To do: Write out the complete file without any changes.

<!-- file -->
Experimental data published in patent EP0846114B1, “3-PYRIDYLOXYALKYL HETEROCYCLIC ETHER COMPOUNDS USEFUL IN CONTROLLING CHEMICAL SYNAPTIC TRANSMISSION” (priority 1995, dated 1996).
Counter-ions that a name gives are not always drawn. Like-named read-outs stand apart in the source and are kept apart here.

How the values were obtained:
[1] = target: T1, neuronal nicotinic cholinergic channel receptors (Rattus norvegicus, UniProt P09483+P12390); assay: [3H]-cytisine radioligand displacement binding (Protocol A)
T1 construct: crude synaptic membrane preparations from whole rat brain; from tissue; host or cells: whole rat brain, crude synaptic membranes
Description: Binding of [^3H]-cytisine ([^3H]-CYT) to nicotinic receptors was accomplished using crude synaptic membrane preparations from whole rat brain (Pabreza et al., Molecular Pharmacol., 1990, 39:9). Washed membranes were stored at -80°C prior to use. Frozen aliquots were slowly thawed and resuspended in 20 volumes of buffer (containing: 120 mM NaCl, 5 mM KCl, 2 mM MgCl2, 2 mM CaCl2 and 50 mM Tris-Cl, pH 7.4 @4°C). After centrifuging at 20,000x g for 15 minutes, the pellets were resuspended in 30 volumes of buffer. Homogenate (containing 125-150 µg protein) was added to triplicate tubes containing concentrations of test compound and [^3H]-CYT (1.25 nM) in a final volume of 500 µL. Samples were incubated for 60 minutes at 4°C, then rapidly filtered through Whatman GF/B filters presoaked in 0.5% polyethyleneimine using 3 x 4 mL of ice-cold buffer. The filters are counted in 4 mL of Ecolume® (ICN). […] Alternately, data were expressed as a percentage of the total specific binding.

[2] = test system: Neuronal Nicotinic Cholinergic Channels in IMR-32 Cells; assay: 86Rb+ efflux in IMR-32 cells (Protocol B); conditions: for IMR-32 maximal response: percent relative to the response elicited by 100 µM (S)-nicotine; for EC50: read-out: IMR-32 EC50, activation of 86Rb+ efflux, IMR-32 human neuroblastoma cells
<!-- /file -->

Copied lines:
Experimental data published in patent EP0846114B1, “3-PYRIDYLOXYALKYL HETEROCYCLIC ETHER COMPOUNDS USEFUL IN CONTROLLING CHEMICAL SYNAPTIC TRANSMISSION” (priority 1995, dated 1996).
Counter-ions that a name gives are not always drawn. Like-named read-outs stand apart in the source and are kept apart here.

How the values were obtained:
[1] = target: T1, neuronal nicotinic cholinergic channel receptors (Rattus norvegicus, UniProt P09483+P12390); assay: [3H]-cytisine radioligand displacement binding (Protocol A)
T1 construct: crude synaptic membrane preparations from whole rat brain; from tissue; host or cells: whole rat brain, crude synaptic membranes
Description: Binding of [^3H]-cytisine ([^3H]-CYT) to nicotinic receptors was accomplished using crude synaptic membrane preparations from whole rat brain (Pabreza et al., Molecular Pharmacol., 1990, 39:9). Washed membranes were stored at -80°C prior to use. Frozen aliquots were slowly thawed and resuspended in 20 volumes of buffer (containing: 120 mM NaCl, 5 mM KCl, 2 mM MgCl2, 2 mM CaCl2 and 50 mM Tris-Cl, pH 7.4 @4°C). After centrifuging at 20,000x g for 15 minutes, the pellets were resuspended in 30 volumes of buffer. Homogenate (containing 125-150 µg protein) was added to triplicate tubes containing concentrations of test compound and [^3H]-CYT (1.25 nM) in a final volume of 500 µL. Samples were incubated for 60 minutes at 4°C, then rapidly filtered through Whatman GF/B filters presoaked in 0.5% polyethyleneimine using 3 x 4 mL of ice-cold buffer. The filters are counted in 4 mL of Ecolume® (ICN). […] Alternately, data were expressed as a percentage of the total specific binding.

[2] = test system: Neuronal Nicotinic Cholinergic Channels in IMR-32 Cells; assay: 86Rb+ efflux in IMR-32 cells (Protocol B); conditions: for IMR-32 maximal response: percent relative to the response elicited by 100 µM (S)-nicotine; for EC50: read-out: IMR-32 EC50, activation of 86Rb+ efflux, IMR-32 human neuroblastoma cells